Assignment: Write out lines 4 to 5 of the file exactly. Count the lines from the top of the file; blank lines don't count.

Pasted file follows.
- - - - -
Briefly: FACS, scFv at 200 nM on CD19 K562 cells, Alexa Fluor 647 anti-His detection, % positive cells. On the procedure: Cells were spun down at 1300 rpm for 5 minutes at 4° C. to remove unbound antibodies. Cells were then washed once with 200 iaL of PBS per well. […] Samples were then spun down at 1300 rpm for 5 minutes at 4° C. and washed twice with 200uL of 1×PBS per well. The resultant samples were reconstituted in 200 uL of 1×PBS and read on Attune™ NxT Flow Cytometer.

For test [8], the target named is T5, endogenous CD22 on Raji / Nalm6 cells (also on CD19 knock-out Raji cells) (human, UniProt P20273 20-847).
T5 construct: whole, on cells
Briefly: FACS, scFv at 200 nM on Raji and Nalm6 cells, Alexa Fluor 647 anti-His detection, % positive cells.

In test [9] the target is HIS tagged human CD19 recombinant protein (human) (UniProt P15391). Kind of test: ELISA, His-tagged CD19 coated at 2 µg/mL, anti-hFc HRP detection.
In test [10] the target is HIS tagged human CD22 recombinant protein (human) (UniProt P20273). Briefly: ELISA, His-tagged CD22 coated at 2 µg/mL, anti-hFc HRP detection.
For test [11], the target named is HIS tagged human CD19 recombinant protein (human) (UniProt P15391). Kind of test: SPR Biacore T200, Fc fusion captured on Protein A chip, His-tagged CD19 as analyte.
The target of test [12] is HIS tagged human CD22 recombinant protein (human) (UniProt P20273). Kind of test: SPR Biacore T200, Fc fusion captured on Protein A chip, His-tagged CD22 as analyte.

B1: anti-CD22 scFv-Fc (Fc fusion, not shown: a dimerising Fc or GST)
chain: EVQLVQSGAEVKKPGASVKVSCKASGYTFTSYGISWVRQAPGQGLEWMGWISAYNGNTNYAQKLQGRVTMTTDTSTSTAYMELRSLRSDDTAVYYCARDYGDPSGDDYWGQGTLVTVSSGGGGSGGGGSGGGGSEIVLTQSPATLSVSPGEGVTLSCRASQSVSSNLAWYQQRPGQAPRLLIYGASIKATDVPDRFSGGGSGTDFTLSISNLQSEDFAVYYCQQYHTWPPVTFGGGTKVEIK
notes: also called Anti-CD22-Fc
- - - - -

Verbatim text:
Briefly: FACS, scFv at 200 nM on Raji and Nalm6 cells, Alexa Fluor 647 anti-His detection, % positive cells.

In test [9] the target is HIS tagged human CD19 recombinant protein (human) (UniProt P15391). Kind of test: ELISA, His-tagged CD19 coated at 2 µg/mL, anti-hFc HRP detection.